WATCH: Liberian activist: Charities "not doing what they're supposed to do" to address nation's water crisis

Saran Kaba Jones says if charities really wanted to end Liberia's water crisis, "it would have happened by now"


Carrie Sheffield
April 3, 2017 8:00PM (UTC)
This Salon video was produced by Peter Cooper

Saran Kaba Jones, a native Liberian and founder of FACE Africa, a nonprofit organization bringing clean water to that West African nation, is sick of charities spending time in her country with few results.

“I am extremely critical of organizations and donor agencies that flood into countries like Liberia – with good intentions I’m sure – but they’re not doing what they’re supposed to do," she said.

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Jones joined Salon Talks to discuss her charity and the difference between foreign aid and foreign investment. Jones talked about what she believes makes FACE Africa different from other charities:

I think what makes us unique is that we are truly local, grassroots and community based. Our entire staff is from Liberia. We were born there, we grew up there, we speak the language, we understand the culture, we understand the terrain, and we build trust with the communities in a way that a foreign or outside organization or agency wouldn’t be able to.

Jones said that FACE Africa operates a long game, not just “until the next sexy crisis hits,” as some outside organizations do. She talked about the disadvantages FACE Africa has as a charity founded by an African woman.

Fundraising is not easy; it’s not glamorous. And I think there’s a lot of discrimination in the fundraising sector and environment … [We] tend to have a more difficult and challenging time raising money from Western organizations ... I will say people of color have a harder time raising funds for their initiatives. And even though FACE Africa may be in the same space and sector as an organization like charity: water, we could submit the same exact grant proposal to a USAID or large foundation, and we probably wouldn’t get funded because we don’t have the sort of "face" they're looking for. It’s a harsh reality, and it took me some time to come to terms with that.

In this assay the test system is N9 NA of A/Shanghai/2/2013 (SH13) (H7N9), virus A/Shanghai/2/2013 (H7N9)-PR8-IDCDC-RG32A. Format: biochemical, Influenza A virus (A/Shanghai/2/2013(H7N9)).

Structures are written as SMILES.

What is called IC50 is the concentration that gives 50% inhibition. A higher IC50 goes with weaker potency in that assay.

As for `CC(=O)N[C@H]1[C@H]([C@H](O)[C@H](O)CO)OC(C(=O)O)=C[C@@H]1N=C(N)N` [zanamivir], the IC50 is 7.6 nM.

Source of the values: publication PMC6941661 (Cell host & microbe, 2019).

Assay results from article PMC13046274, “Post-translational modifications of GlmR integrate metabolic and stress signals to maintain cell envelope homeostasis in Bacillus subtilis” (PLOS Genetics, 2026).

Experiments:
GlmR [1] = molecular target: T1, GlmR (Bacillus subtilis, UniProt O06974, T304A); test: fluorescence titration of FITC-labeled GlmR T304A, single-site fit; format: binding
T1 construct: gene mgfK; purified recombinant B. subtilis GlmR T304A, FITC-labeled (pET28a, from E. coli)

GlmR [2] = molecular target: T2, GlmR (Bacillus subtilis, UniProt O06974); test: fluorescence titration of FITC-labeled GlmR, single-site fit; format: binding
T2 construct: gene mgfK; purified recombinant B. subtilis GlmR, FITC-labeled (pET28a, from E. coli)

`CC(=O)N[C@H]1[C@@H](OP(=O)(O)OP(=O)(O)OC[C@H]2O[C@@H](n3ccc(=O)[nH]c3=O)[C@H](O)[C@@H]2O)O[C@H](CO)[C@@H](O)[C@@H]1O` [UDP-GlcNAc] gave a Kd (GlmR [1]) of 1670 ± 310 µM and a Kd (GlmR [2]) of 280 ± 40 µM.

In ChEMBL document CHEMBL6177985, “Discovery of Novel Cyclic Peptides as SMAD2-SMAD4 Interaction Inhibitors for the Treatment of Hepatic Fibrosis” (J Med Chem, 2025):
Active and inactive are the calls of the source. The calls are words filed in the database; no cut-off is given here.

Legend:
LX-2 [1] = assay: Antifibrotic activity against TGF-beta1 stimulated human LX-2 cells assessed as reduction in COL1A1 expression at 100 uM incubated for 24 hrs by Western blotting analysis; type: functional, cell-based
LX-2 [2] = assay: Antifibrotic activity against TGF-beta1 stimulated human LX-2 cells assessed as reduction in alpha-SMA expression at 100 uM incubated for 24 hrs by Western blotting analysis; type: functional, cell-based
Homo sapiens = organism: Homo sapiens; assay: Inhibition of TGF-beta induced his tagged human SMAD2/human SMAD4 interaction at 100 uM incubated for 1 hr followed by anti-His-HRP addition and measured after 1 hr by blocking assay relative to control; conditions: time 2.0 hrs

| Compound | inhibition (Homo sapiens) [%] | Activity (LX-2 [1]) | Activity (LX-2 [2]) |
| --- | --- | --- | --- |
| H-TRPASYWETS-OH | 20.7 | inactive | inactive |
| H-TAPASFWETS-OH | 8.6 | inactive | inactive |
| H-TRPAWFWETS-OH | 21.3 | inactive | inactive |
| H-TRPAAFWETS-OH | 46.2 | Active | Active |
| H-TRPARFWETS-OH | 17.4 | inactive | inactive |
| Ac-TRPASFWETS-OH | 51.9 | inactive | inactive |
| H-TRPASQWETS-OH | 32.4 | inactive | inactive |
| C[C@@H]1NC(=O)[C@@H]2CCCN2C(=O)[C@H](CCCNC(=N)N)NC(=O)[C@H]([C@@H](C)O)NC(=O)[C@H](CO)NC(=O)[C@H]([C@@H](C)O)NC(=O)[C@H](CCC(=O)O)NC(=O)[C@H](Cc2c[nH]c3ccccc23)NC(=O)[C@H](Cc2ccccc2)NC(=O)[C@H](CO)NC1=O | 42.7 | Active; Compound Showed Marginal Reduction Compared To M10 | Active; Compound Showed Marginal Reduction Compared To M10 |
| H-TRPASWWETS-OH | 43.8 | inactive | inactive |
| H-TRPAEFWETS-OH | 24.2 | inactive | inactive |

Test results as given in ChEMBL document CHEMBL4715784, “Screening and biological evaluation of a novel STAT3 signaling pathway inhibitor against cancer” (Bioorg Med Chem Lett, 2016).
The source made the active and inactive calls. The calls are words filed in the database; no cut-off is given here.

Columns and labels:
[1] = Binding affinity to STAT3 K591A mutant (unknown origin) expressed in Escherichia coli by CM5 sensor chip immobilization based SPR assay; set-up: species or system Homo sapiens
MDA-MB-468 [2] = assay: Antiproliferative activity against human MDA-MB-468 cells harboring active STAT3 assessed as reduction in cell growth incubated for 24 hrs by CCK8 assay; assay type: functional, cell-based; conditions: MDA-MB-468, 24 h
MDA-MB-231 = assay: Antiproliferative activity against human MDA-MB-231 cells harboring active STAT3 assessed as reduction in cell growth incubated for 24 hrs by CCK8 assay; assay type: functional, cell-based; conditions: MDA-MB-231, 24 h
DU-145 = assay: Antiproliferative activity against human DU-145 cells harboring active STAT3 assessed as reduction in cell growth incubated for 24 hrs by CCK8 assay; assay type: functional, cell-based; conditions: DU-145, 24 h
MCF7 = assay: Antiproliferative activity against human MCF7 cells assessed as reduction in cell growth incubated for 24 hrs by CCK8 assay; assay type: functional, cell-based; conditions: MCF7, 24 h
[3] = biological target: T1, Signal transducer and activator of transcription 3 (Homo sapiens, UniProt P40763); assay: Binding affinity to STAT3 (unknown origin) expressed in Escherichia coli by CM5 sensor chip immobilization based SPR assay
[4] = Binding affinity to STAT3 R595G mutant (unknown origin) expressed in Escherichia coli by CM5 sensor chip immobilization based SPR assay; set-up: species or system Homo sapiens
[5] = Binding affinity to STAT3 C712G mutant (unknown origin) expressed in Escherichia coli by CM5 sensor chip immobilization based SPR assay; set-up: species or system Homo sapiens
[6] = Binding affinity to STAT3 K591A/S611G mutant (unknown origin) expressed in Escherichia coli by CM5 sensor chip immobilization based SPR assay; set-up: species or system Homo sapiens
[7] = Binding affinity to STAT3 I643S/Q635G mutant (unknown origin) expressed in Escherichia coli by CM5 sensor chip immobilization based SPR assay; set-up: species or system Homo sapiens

Jones said FACE Africa is “on the ground, doing the work, talking the talk and walking the walk.” She added that there are more than 143 organizations working on water in a country of 4.3 million people. She is critical of what she describes as a perpetual cycle that funds charities in Africa without yielding much return on investment.

Liberia has been out of a crisis for the last 15 years or so, and there’s billions of dollars of aid that has poured into the country. Yet we still have a water crisis. It doesn’t take billions of dollars to solve Liberia’s water crisis … If these organizations were really serious about ending this water crisis, it would’ve happened by now, and FACE Africa wouldn’t exist.


Carrie Sheffield

Carrie Sheffield is a Salon Talks host, founder of Bold and adviser to Lincoln Network. She previously wrote editorials for The Washington Times, covered politics for POLITICO and The Hill and analyzed municipal credit for Goldman Sachs and Moody's Investors Service.

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